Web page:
Solvency II—essentials
Solvency II—essentials

The following Financial Services guidance note provides comprehensive and up to date legal information covering:

  • Solvency II—essentials
  • Solvency II—overview
  • Solvency II—Three Pillars—overview
  • Solvency II—Pillar 1—capital requirements
  • Solvency II—Pillar 2—governance and risk management
  • Solvency II—Pillar 3—disclosure and reporting
  • Solvency II—rights of establishment and freedom to provide services (passporting)
  • Solvency II–third country branches
  • Solvency II—third-country equivalence
  • Solvency II—ISPVs
  • more

BREXIT: As of exit day (31 January 2020) the UK is no longer an EU Member State. However, in accordance with the Withdrawal Agreement, the UK has entered an implementation period, during which it continues to be subject to EU law. This has an impact on this Practice Note. For further guidance on the impact of Brexit on payment services regulation, see Practice Note: Impact of Brexit: Solvency II—quick guide.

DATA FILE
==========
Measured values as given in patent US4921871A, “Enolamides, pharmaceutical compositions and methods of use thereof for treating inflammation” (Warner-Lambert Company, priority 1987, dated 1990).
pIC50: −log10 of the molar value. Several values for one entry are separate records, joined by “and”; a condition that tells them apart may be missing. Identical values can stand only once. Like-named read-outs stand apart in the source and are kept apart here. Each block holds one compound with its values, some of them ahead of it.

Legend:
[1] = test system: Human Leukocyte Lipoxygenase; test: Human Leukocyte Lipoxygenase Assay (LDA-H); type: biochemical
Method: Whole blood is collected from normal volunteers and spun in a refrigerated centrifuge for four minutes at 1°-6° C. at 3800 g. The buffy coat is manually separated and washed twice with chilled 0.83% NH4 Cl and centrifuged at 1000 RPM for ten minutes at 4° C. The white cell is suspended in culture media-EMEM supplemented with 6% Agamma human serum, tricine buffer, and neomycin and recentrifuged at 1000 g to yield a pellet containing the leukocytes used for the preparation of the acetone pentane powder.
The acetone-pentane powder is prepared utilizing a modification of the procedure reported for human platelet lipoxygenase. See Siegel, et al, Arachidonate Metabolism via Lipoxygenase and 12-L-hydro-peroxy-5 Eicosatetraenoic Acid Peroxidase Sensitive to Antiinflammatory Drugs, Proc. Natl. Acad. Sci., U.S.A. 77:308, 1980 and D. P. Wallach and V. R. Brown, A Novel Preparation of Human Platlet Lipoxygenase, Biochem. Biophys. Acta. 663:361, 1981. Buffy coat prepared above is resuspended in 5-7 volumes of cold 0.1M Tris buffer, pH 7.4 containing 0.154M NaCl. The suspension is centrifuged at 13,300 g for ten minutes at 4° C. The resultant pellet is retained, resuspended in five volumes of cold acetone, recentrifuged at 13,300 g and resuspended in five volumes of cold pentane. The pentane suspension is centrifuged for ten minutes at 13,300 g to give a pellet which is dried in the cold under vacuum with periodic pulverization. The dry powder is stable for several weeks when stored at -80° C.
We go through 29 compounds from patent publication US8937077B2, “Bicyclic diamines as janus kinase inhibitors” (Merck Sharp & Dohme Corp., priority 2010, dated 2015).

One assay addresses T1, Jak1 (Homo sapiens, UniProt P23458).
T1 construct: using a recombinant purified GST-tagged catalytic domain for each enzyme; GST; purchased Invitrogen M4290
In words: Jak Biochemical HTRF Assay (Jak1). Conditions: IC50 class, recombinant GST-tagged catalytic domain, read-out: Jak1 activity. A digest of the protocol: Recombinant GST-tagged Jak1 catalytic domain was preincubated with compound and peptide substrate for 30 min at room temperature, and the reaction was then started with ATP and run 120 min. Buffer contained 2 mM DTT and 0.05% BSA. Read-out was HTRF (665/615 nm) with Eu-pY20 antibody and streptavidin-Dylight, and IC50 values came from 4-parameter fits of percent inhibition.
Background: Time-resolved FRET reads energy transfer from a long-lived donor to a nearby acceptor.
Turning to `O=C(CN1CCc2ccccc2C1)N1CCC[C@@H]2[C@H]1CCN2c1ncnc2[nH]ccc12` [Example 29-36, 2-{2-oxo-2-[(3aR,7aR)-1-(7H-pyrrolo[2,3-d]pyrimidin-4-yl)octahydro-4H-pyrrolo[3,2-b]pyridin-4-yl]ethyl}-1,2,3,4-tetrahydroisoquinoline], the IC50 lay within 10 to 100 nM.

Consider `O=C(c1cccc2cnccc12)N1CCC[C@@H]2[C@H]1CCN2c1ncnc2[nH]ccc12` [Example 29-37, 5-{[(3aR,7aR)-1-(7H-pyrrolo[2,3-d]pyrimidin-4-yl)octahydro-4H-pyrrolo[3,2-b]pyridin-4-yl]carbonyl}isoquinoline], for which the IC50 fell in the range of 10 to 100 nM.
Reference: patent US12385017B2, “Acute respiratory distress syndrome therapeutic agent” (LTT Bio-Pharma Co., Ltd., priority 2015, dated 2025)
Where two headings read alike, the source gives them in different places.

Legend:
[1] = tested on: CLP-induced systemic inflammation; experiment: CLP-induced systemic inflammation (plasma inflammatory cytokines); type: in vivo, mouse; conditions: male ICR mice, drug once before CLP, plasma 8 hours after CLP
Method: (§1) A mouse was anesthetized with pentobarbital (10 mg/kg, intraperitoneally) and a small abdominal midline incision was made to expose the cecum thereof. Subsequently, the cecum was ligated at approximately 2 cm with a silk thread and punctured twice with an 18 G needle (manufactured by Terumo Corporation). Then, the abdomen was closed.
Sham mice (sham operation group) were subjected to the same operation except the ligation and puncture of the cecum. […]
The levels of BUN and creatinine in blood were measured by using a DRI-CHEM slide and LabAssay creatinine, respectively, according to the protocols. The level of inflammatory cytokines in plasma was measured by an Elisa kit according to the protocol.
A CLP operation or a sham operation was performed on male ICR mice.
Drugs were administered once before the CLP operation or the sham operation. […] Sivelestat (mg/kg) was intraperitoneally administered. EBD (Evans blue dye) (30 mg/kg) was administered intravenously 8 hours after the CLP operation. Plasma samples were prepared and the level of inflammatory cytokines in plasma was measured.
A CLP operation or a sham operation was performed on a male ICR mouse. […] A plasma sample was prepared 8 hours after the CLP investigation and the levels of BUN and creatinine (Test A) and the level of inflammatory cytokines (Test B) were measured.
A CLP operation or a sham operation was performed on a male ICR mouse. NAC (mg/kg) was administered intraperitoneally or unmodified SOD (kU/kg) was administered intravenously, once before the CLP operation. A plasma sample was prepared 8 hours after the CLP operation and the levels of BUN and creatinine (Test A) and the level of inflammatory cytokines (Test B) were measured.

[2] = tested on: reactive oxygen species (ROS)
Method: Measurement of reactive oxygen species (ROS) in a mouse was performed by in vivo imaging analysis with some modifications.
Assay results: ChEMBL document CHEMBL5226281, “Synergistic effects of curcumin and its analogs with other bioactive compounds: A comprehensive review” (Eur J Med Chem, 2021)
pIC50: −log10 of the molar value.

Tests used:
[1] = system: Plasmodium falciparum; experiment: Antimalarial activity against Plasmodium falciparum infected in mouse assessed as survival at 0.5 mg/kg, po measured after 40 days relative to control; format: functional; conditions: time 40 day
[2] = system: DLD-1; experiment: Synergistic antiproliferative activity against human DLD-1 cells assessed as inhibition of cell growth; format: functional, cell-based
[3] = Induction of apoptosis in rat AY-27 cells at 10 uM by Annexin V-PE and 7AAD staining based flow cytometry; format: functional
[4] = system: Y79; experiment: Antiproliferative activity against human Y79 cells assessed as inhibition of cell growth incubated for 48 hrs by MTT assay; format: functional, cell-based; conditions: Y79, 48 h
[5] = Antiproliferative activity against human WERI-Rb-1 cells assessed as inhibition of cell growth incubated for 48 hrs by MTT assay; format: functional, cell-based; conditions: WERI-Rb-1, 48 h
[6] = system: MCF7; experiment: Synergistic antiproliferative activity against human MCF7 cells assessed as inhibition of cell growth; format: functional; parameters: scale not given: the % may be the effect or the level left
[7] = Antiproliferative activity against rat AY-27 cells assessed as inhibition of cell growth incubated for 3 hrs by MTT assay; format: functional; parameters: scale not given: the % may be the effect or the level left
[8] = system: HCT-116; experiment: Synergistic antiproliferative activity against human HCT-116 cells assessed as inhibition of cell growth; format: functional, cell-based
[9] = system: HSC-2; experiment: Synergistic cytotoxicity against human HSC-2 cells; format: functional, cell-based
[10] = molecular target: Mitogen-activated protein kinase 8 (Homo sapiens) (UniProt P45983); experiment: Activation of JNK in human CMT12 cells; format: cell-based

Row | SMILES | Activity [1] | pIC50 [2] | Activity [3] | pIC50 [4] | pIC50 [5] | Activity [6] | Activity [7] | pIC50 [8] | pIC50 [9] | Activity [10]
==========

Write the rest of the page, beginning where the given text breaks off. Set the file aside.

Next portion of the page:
Solvency II—overview

Solvency II is a framework for the taking-up of business and supervision of insurance and reinsurance undertakings (hereafter referred to as 'firms') in the European Union (EU). Directive 2009/138/EC (the Solvency II Directive) replaced 14 previous directives (commonly referred to as Solvency I) and provides for a maximum harmonising regime achieving cross-border consistency. It is consistent with other financial service legislation, in particular with the framework for banking supervision (CRD IV/CRR—for more information see Practice Note: CRD IV—essentials). Like CRD IV, Solvency II is based on three pillars:

  1. Pillar 1: valuation and capital requirements

  2. Pillar 2: governance, internal control and risk management requirements

  3. Pillar 3: supervisory reporting and public disclosure

Solvency II introduced economic risk-based solvency requirements across all EU Member States. These solvency requirements are risk-sensitive and more sophisticated than in the past, thus enabling better coverage of the real risks run by any particular insurer. Solvency